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Originally grown as a food crop for animals, it is increasingly used for human consumption in cooking oils and margarine, as a flour, soya milk, soy sauce, or processed into tofu, miso, or textured vegetable protein.
The "nuts" of sweet-almond varieties are eaten raw or roasted and are pressed to obtain almond oil. Bitter-almond varieties also yield oil, from which the poisonous prussic acid is removed in the extraction process. Almond oil is used for flavoring, in soaps and cosmetics, and medicinally as a demulcent.
This three-sided nut (Bertholletia excelsa) with a hard, dark shell grows in bunches of from one to more than two dozen nuts inside coconut-like shells (called cocos in Portuguese) on evergreens that tower over the Amazon rain forest.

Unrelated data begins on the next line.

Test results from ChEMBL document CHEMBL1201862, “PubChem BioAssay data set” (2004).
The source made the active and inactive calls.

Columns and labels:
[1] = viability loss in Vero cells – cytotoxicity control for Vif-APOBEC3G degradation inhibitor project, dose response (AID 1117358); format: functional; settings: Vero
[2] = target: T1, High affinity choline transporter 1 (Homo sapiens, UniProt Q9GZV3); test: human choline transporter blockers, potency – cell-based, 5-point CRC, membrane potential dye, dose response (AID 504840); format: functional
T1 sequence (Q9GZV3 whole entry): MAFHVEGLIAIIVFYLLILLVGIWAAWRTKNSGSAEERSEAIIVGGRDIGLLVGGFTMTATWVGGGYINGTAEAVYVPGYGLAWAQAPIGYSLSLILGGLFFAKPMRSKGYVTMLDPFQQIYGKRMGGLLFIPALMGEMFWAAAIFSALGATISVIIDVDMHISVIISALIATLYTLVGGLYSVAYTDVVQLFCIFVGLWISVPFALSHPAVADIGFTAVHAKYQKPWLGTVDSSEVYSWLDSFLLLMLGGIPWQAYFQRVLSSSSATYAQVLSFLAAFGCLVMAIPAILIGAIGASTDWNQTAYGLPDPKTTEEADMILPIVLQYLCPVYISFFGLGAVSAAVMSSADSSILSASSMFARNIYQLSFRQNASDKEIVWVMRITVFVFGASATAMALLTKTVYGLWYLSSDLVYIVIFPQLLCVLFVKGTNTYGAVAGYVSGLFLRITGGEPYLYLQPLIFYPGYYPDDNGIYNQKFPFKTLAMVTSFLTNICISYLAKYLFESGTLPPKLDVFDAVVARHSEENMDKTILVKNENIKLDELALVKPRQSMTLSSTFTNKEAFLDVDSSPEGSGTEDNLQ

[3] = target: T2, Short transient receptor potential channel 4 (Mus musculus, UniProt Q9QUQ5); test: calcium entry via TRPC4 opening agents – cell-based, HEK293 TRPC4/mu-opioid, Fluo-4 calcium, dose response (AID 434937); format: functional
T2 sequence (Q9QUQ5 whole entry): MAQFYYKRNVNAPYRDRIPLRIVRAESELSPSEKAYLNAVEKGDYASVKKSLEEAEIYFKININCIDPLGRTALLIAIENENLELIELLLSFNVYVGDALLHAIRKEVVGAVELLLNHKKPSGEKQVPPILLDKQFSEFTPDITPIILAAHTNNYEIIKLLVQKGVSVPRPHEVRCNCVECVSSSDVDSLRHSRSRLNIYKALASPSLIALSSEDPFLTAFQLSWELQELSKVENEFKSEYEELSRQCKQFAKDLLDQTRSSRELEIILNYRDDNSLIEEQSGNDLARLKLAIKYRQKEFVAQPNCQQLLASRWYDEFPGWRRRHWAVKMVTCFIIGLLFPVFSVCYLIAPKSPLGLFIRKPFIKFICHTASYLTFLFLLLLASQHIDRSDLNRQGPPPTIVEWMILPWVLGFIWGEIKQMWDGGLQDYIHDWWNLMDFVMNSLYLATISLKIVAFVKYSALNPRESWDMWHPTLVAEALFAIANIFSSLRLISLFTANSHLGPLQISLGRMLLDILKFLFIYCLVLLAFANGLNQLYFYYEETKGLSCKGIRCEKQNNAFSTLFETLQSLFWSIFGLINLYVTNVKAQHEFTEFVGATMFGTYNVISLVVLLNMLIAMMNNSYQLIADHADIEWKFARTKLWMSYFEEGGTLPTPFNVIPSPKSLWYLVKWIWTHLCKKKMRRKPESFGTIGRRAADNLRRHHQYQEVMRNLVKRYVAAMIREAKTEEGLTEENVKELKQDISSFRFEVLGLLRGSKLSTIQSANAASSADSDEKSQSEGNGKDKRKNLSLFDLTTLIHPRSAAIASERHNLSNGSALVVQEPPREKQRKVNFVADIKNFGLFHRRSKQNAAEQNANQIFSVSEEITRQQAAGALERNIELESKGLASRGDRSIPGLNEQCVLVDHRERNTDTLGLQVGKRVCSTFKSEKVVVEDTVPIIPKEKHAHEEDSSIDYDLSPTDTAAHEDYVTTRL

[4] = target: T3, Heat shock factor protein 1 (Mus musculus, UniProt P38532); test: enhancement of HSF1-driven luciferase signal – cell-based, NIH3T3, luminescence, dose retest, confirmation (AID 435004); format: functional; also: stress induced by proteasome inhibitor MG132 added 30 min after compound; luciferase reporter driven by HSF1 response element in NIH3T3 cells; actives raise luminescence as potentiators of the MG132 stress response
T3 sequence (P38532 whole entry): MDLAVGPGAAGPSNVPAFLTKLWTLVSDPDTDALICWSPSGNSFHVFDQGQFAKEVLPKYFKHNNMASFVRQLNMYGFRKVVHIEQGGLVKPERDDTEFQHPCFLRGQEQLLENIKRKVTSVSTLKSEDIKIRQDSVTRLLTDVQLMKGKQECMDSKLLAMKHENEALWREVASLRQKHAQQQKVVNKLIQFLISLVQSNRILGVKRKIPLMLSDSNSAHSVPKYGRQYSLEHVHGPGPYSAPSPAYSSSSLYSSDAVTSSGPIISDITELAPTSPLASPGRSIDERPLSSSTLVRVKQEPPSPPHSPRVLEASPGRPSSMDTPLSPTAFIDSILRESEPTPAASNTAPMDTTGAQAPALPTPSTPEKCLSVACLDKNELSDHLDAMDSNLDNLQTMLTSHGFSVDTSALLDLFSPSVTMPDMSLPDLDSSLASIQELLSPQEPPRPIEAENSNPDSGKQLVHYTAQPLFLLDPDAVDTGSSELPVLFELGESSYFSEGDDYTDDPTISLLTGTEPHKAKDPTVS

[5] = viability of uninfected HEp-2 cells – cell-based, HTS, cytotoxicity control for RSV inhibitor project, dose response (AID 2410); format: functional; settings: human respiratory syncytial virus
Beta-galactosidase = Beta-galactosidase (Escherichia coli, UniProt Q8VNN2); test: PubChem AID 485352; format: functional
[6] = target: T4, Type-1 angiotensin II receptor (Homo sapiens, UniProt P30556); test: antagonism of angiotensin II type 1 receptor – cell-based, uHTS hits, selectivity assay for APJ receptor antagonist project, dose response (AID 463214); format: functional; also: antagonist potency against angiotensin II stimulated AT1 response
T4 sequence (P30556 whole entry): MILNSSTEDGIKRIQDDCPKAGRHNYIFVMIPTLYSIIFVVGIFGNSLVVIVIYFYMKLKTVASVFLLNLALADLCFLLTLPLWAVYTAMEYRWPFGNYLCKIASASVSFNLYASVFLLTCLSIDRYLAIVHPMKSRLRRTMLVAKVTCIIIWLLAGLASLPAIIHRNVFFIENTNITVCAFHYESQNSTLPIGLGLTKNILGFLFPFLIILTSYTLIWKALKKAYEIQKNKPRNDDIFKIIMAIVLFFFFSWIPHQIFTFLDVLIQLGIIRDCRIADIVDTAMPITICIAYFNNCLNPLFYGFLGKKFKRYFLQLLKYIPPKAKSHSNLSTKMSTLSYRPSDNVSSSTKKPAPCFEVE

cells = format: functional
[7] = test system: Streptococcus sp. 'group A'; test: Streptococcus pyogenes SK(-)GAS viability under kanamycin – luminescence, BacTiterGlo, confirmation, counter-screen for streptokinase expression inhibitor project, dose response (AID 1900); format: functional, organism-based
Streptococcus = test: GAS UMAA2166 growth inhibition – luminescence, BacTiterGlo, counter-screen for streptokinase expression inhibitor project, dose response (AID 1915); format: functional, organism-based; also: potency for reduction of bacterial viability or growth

The term “hazelnut” has been used so interchangeably with “filbert” that the two are sometimes listed as synonymous in dictionaries - and no wonder, because they appear as practically identical, have the same sweet taste, and grow on shrubs or trees that are members of the birch family.
Common name for the Cruciferae, a large family chiefly of herbs of north temperate regions. The easily distinguished flowers of the Cruciferae have four petals arranged diagonally ( "cruciform" ) and alternating with the four sepals.
A North American nut (actually a kind of hickory nut) sometimes said to be a native of Oklahoma, the pecan (Carya illinoinensis) is really indigenous to an area extending from the U.S. Midwest throughout the South and Southwest into Mexico - a region where it still grows wild today.